This week is the Conservative Party Conference, where amongst the Brexit promises and leadership speculation some unusual headlines are appearing. Theresa May shimmying on stage to Abba’s ‘Dancing Queen’, or claims that Boris Johnson was supposedly trolling the PM by running through a field of wheat. Both incidents are references to viral videos featuring May, firstly of her awkward dance moves on tour in Kenya (seen by over 5 million), and the second her pre-election interview where she confessed that running through wheat was the ‘naughtiest thing’ she’d ever done.
Why are we devoting time and energy to engaging with this shallowness? And what should we do with this wave of frivolity—laugh it off as ‘good fun’, or reprove the self-referential, 'meme-ification' of our political leaders?
In the first instance, there is a reminder (particularly to Christians who have experienced their formative years in digital culture) that Christian living is a call to maturity (1 Cor 13:11, Eph 5:4). It is right to be critical of the trivialisation of politics and the tactics of distraction at a time when political discourse is divisive and shallow. We must understand that the propensity towards ‘foolish jokes’ as the way to capture political attention creates a gravitation towards the trivial or irrelevant and deepens the cult of personality. Is your meme enjoyment warm and good-humoured? Are you careful not to share memes as a quick substitute for more considered political conversation?
However, this is only one thread of the issue. Social media is not simply the place for flippant viral jokes but, as the likely Russian involvement in the 2016 US election has shown us, there is an increasing manipulation of internet culture for propaganda and misinformation. Just this week, a new study has been published indicating (rather bizarrely) that similar tactics are no longer solely targeting political debate, but rather attempting to sow division through pop culture, with a small number of bots and Russian trolls involved in politicisation of the fan debate around the recent film, Star Wars: The Last Jedi (purportedly with the aim of 'further propagating a narrative of widespread discord and dysfunction in American society'). This new angle on political manipulation through 'light', pop culture items is another reminder to be wary of the use of recreational subcultures to affect political thinking. Whether it's the impact on political discourse of an often shallow, joke-fuelled social media, or the intentional manipulation of digital response to pop culture, there's little doubt that the way we communicate online is changing the political debate in strange ways.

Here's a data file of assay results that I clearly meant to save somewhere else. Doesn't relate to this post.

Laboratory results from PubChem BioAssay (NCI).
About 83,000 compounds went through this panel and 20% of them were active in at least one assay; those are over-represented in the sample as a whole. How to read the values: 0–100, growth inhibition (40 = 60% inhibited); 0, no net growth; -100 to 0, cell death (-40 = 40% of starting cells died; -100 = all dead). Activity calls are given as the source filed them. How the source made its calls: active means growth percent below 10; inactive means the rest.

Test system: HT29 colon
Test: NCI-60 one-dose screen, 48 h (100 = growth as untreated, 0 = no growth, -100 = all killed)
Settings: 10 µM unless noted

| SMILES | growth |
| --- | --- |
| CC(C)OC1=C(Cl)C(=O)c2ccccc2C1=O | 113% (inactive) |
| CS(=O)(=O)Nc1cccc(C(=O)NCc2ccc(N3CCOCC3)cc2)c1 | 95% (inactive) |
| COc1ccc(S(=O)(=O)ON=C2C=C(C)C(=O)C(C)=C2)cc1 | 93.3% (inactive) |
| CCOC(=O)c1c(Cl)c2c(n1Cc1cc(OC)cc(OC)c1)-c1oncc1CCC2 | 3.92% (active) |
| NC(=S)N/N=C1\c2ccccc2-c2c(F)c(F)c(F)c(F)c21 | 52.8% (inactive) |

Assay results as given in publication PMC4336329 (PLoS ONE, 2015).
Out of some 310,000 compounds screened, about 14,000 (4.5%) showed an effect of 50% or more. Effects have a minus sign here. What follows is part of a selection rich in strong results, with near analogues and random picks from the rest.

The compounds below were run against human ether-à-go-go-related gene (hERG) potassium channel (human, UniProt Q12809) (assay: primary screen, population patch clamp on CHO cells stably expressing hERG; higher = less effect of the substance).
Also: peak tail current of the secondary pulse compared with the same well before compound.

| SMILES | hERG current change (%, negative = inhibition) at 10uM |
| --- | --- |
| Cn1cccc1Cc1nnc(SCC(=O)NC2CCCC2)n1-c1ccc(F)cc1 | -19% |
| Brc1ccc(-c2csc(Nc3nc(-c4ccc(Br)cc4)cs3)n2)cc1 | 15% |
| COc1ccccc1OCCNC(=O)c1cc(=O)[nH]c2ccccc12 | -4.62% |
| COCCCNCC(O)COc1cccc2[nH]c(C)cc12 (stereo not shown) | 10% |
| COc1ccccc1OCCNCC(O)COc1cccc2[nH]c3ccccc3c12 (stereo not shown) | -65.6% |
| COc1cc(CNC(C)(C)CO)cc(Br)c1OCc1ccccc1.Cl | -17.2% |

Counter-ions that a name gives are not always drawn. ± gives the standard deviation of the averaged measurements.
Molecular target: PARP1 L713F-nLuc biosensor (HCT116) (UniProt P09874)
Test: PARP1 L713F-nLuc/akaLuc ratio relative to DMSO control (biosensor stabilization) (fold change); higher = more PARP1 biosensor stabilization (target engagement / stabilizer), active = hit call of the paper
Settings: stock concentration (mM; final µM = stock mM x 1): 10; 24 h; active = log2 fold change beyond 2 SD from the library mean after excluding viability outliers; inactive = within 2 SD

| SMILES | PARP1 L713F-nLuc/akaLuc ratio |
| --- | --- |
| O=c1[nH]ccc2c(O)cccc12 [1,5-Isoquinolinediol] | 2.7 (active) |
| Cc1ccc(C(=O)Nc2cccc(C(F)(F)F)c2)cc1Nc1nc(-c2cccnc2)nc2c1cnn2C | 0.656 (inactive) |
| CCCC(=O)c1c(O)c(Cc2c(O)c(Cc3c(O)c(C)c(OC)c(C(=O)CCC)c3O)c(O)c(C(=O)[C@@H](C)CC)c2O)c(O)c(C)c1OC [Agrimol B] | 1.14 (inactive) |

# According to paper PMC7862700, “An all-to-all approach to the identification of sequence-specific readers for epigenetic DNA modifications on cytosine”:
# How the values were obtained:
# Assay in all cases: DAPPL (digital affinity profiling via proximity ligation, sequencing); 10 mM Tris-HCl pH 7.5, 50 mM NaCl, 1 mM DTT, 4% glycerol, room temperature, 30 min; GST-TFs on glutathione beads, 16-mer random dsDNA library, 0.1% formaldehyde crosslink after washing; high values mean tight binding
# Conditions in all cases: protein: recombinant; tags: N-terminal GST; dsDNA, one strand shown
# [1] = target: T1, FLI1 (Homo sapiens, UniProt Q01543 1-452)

Is it, perhaps, time to ask whether we can continue to rely on political debate in the online world? Although Jesus lived in a pre-digital age, he was no stranger to the attention (and fickleness) of crowds. In the midst of the increasingly large audiences (did Jesus 'go viral'?) who came to hear his message, we continue to see the example of leader who was unhurried, committed to real world action and invested deeply in close relationships. When we argue today that we can only change the world through the buzz of online attention, or that we can only be relevant by adopting new forms, we do well to remember both that the online world is not the only (or most important) world and that the gospel changed everything with the Spirit of God, and the power of a gathered people. We may have had a love affair with the social web, but perhaps it is time to take a step back, recognise that it has not always been built in our best interests, and to re-emphasise the value of face-to-face relationships in offline communities as the place for discourse (political and otherwise). Perhaps then, attempts to create politically-charged shouting matches over pieces of pop culture would fall apart, whilst political leadership might regain some gravitas.